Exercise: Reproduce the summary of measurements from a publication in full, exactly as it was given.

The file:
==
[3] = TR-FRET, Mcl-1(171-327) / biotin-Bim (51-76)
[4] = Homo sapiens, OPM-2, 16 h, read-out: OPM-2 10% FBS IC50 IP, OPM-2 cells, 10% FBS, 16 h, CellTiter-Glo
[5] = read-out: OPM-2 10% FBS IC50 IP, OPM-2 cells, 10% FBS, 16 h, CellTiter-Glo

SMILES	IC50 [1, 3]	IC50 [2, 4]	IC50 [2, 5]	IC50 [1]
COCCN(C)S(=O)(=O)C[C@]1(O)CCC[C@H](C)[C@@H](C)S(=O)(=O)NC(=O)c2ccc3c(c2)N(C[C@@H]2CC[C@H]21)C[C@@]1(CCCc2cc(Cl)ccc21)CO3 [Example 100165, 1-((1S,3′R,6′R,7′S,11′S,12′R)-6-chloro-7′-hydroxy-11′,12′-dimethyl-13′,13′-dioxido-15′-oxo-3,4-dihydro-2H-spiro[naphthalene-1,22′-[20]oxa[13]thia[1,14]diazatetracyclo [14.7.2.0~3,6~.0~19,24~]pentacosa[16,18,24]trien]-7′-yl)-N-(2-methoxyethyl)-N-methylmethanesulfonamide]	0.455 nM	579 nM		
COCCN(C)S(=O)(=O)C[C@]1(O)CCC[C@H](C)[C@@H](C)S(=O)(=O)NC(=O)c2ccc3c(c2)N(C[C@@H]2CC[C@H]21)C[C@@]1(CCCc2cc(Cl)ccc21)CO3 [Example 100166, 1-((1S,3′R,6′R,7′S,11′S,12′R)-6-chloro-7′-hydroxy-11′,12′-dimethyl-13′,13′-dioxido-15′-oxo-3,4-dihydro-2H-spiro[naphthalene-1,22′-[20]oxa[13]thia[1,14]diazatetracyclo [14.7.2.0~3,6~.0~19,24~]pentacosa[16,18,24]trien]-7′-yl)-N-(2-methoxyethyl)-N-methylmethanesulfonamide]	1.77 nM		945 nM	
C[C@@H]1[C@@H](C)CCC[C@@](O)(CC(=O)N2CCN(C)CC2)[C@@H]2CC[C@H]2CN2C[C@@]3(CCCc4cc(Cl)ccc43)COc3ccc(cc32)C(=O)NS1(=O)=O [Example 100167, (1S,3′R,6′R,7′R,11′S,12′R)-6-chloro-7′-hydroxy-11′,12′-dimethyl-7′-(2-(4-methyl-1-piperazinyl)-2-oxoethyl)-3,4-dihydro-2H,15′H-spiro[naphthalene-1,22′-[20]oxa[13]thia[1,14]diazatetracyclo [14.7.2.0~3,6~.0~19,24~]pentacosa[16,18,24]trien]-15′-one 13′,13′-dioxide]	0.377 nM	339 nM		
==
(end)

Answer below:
[3] = TR-FRET, Mcl-1(171-327) / biotin-Bim (51-76)
[4] = Homo sapiens, OPM-2, 16 h, read-out: OPM-2 10% FBS IC50 IP, OPM-2 cells, 10% FBS, 16 h, CellTiter-Glo
[5] = read-out: OPM-2 10% FBS IC50 IP, OPM-2 cells, 10% FBS, 16 h, CellTiter-Glo

SMILES	IC50 [1, 3]	IC50 [2, 4]	IC50 [2, 5]	IC50 [1]
COCCN(C)S(=O)(=O)C[C@]1(O)CCC[C@H](C)[C@@H](C)S(=O)(=O)NC(=O)c2ccc3c(c2)N(C[C@@H]2CC[C@H]21)C[C@@]1(CCCc2cc(Cl)ccc21)CO3 [Example 100165, 1-((1S,3′R,6′R,7′S,11′S,12′R)-6-chloro-7′-hydroxy-11′,12′-dimethyl-13′,13′-dioxido-15′-oxo-3,4-dihydro-2H-spiro[naphthalene-1,22′-[20]oxa[13]thia[1,14]diazatetracyclo [14.7.2.0~3,6~.0~19,24~]pentacosa[16,18,24]trien]-7′-yl)-N-(2-methoxyethyl)-N-methylmethanesulfonamide]	0.455 nM	579 nM		
COCCN(C)S(=O)(=O)C[C@]1(O)CCC[C@H](C)[C@@H](C)S(=O)(=O)NC(=O)c2ccc3c(c2)N(C[C@@H]2CC[C@H]21)C[C@@]1(CCCc2cc(Cl)ccc21)CO3 [Example 100166, 1-((1S,3′R,6′R,7′S,11′S,12′R)-6-chloro-7′-hydroxy-11′,12′-dimethyl-13′,13′-dioxido-15′-oxo-3,4-dihydro-2H-spiro[naphthalene-1,22′-[20]oxa[13]thia[1,14]diazatetracyclo [14.7.2.0~3,6~.0~19,24~]pentacosa[16,18,24]trien]-7′-yl)-N-(2-methoxyethyl)-N-methylmethanesulfonamide]	1.77 nM		945 nM	
C[C@@H]1[C@@H](C)CCC[C@@](O)(CC(=O)N2CCN(C)CC2)[C@@H]2CC[C@H]2CN2C[C@@]3(CCCc4cc(Cl)ccc43)COc3ccc(cc32)C(=O)NS1(=O)=O [Example 100167, (1S,3′R,6′R,7′R,11′S,12′R)-6-chloro-7′-hydroxy-11′,12′-dimethyl-7′-(2-(4-methyl-1-piperazinyl)-2-oxoethyl)-3,4-dihydro-2H,15′H-spiro[naphthalene-1,22′-[20]oxa[13]thia[1,14]diazatetracyclo [14.7.2.0~3,6~.0~19,24~]pentacosa[16,18,24]trien]-15′-one 13′,13′-dioxide]	0.377 nM	339 nM		